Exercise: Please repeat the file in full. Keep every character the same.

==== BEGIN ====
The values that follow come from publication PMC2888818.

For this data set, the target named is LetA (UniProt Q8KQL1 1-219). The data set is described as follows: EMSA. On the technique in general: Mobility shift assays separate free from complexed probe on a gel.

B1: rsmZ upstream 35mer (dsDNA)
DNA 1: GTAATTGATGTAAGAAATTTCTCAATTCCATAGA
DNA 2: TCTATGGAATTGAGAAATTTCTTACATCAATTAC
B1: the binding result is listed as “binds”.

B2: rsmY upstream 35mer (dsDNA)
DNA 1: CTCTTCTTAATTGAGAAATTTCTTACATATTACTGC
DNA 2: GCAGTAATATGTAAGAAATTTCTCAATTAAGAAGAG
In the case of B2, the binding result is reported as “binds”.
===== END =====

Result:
The values that follow come from publication PMC2888818.

For this data set, the target named is LetA (UniProt Q8KQL1 1-219). The data set is described as follows: EMSA. On the technique in general: Mobility shift assays separate free from complexed probe on a gel.

B1: rsmZ upstream 35mer (dsDNA)
DNA 1: GTAATTGATGTAAGAAATTTCTCAATTCCATAGA
DNA 2: TCTATGGAATTGAGAAATTTCTTACATCAATTAC
B1: the binding result is listed as “binds”.

B2: rsmY upstream 35mer (dsDNA)
DNA 1: CTCTTCTTAATTGAGAAATTTCTTACATATTACTGC
DNA 2: GCAGTAATATGTAAGAAATTTCTCAATTAAGAAGAG
In the case of B2, the binding result is reported as “binds”.